On 7 July 2020, the government of Malawi issued a little-noticed announcement, withdrawing its decision on 12 June that the country’s chief justice, Andrew Nyirenda, had to go on compulsory leave pending retirement. In a nod to both the separation of powers and judicial independence, the notice acknowledged that the matter of the chief justice’s leave and how or when it should be taken was a “matter between the Honorable the Chief Justice and [the] Judicial Service Commission”.
It was a fitting bookend to the recent story of one of Africa’s unquestionably more unlikely political models, where the judiciary has emerged with credit in policing the ground rules of democratic politics.
In the 26 days from 12 June to 7 July, Malawi navigated a tumultuous path back to the future. On Sunday 14 June, the High Court of Malawi issued two orders suspending the presidential notice that would have effectively sacked the chief justice.
Two weeks later, on 28 June, Lazarus Chakwera, a Pentecostal pastor, took the oath as independent Malawi’s sixth president, replacing Arthur Peter Mutharika, the law professor whom he defeated in the rerun in June 2020 of a ballot from May 2019, which Malawi’s courts had found to have been characterised by high electoral larceny.
The path to this outcome was both tortured and, in the view of many people outside Malawi at least, improbable.
The Tipp-Ex elections
When Malawi went to the polls to elect a president on 21 May 2019, there were 10 parties on the ballot paper. They included Peter Mutharika of the Democratic Progressive Party (DPP), first elected in 2014. He was running for a second term.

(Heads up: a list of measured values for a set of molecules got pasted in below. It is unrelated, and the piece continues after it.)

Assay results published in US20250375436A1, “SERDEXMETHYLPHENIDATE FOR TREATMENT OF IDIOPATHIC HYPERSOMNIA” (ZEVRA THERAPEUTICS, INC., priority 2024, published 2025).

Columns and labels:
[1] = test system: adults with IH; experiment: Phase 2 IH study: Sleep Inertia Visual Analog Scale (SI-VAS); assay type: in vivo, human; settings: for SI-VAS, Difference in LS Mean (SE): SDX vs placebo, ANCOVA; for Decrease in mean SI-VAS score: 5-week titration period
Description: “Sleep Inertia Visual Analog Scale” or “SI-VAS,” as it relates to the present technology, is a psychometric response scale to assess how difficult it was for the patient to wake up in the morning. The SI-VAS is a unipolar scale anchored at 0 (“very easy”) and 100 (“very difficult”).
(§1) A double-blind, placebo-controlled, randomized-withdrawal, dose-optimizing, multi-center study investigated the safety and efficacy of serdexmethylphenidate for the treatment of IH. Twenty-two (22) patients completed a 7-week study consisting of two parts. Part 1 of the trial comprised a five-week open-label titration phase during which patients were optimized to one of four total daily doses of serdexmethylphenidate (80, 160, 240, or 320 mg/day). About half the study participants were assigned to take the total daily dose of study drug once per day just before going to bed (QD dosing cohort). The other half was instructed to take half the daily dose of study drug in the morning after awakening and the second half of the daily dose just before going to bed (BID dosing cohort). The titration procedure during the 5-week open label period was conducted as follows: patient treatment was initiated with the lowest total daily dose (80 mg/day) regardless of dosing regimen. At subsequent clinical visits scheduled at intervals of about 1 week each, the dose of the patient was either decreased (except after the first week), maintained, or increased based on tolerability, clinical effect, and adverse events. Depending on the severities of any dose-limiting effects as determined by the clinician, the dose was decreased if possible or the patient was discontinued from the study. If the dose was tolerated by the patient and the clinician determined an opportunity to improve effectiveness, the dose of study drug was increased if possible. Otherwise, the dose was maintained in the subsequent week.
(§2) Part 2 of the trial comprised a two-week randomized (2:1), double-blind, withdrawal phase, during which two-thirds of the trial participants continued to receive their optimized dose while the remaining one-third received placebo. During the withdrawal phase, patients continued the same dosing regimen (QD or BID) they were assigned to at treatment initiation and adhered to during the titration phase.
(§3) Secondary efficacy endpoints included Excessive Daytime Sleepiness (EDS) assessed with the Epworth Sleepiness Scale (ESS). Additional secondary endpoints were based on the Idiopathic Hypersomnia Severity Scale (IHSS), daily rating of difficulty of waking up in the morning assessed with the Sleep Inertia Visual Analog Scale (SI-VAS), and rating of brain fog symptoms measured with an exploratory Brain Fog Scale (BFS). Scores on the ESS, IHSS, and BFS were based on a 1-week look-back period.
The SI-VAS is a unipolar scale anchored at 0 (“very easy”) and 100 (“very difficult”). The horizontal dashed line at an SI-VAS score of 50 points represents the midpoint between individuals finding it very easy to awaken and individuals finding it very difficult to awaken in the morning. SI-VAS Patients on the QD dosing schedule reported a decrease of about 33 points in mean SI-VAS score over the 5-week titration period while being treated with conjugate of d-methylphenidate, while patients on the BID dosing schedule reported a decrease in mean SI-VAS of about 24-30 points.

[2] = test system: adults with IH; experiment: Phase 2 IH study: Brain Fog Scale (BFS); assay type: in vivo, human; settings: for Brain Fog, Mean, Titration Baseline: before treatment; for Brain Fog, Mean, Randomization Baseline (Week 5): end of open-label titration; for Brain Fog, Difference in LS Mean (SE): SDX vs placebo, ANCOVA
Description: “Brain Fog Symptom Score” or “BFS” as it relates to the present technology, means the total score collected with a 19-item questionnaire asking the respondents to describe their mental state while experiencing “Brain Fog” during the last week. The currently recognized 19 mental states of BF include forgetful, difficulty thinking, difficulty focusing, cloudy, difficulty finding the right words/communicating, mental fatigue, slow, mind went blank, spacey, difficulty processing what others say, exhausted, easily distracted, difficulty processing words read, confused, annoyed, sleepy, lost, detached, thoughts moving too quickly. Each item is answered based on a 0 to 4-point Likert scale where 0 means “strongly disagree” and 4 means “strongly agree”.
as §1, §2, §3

Mutharika’s vice-president, Saulos Chilima, having fallen out with him, ran on the platform of the United Transformation Movement (UTM). Chakwera was the candidate of the Malawi Congress Party (MCP). Also on the ballot was Atupele Muluzi of the United Democratic Front (UDF).
Malawi’s first-past-the-post electoral system was designed to produce as the winner the candidate with the highest lawful votes. The Malawi Electoral Commission registered 6,859,570 voters to vote in the ballot.
At the end of the contest, the commission announced a turnout of 5,105,983 votes, crediting Mutharika with 38.57% of the votes, Chakwera with 35.41% and Chilima with 20.24%. Muluzi came a distant fourth with 4.67%.
Both Chakwera and Chilima were unhappy with the declared results. The public mood was also fractious, and there were allegations that the electoral commission, led by supreme court justice Jane Ansah, had rigged the polls. Duelling public protests ensued, with vocal civil society advocating that #JaneAnsahMustFall as others claimed that she was the victim of targeted misogyny.